We brought the filly home, but Russ went back the next day to get Zip.  I anxiously awaited their return.  I remember him coming back to our 40 acres, with her in the front seat next to him.  Russ opened her truck door.  She jumped out, no collar, looked about at the 40-some sled dogs, nodded approval and was on our heels ever since.  I could walk downtown Chicago with her if I wished - off lead.  She walked when I walked/stopped when I stopped/turned when I turned. 

She was a good dog.  An excellent companion.  A good farm dog.  A good hunter.  She assisted Russ many times in his hunts.  Or herding tasks.  {cows/goats/roosters/cats!}  On our walks in the woods, she would stop with every stop I made.  Even mid-stride.  We listened together…and enjoyed the woods immensely.  She was my “girl”.  Whenever I was gone, she waited for my return.  Russ said she would hear the truck coming, well before he would.  She would run up the lane with glee, making me nervous that she was so close to the truck tires.  Many times, if I had room in the front seat, I would stop and give her a ride the rest of the way. 

So many memories.  So much love.  So much obedience.  I learned a lot from her.  I will miss her.  I DO miss her.  And I will be writing more about her…with many more photos of her times on our farm.  She was a fixture.  And now she is laid to rest within view of all our activities.  She’ll always be here.  What more could we ask for?  How about a grandson with obedience of a different kind?  

This is a conversation with my 8-year old grandson, David, this April.  He and his father {son Charlie} were visiting Michigan, leaving the remaining family of 2 sisters and Mom, Kristina, back in California.  As for David and I... we broke away from a family gathering to lean on a railing, overlooking a field and marshland in northern lower Michigan at dusk.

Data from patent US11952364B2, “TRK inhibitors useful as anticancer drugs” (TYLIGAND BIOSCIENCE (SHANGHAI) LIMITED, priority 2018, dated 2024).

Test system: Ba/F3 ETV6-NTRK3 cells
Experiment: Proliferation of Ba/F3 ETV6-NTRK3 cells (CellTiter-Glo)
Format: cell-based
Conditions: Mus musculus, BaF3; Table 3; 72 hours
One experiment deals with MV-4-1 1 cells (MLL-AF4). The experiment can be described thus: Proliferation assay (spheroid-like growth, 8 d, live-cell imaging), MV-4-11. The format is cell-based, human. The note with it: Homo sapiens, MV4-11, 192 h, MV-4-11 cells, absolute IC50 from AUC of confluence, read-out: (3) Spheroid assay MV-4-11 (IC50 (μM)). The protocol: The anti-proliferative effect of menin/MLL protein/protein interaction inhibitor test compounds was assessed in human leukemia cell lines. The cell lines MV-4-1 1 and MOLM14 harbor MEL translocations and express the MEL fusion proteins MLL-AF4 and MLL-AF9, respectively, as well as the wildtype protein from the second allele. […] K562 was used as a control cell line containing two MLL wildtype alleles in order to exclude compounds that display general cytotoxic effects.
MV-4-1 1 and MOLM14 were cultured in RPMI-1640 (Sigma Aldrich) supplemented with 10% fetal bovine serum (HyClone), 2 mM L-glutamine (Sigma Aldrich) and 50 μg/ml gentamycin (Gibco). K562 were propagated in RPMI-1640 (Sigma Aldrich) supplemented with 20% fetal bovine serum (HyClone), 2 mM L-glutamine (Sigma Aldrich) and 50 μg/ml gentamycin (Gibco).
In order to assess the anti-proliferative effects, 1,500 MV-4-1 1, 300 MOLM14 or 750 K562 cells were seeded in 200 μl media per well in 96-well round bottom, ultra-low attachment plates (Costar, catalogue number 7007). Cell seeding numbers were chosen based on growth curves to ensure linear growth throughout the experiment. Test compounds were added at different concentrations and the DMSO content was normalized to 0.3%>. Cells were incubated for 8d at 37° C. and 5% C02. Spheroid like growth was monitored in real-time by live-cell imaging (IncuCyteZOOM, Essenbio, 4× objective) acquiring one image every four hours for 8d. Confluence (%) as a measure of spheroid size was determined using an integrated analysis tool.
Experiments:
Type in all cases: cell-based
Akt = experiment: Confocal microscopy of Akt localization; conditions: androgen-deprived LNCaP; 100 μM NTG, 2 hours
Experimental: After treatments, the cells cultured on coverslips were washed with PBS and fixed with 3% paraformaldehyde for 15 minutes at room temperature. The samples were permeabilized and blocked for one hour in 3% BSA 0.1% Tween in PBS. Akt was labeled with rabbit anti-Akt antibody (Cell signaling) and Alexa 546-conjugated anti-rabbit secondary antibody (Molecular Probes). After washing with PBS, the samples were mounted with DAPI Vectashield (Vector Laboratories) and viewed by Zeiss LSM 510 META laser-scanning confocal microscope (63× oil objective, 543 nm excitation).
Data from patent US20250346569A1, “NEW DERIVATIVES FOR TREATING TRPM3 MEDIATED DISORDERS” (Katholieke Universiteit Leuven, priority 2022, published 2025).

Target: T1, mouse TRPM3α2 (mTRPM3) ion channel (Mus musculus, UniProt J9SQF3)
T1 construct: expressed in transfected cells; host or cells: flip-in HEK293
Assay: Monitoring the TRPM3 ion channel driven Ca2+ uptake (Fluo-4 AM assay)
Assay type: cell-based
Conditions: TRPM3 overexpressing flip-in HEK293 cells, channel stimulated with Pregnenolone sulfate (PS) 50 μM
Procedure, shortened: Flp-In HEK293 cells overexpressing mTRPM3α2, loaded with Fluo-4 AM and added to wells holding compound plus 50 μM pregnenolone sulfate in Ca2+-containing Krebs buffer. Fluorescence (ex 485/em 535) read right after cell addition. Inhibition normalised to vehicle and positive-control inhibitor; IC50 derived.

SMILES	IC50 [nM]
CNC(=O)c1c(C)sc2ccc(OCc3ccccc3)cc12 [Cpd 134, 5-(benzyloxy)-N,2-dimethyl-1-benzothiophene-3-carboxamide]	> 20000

Note:  The last time I saw David was over 4 years ago…so this was a rare treat. 

And proved to be quite an uplifting one.
It goes like this  - David spoke quietly and with conviction: 
Me:  It’s hard to believe there was snow covering the ground just days ago.  It disappeared right before you flew to Michigan.
David:  God is like that.
Me:  Yes…He is…{sputter…and amazement at his candor…}  He does amazing things.  I’m so happy that you have God in your life and know Him.
David:  I not only know Him, I trust Him.
Me:  Yes!  {…me speechless?  But before I could respond, there was  more…}
David:  He gave me the Holy Spirit.
Me:  Ahhh yes.  And the Holy Spirit helps you make decisions in life… 
David:  And I can go to heaven…
Me:  Yes…sighheaven. 

And the conversation ended there, as four deer carefully stepped out of the treeline and into the clearing.  What a beautiful way to end the day.  And more so, it’s easy to see the kind of home my son is providing for this wife/helpmeet and children {with another one on the way}.   Praise God, for the glory belongs to Him.

Until next time, Lord willing, when I will reveal what obedience we {Russ and I} have been dealing with, and the joy of knowing we are pleasing God with OUR obedience.  It's monumental, but joyful.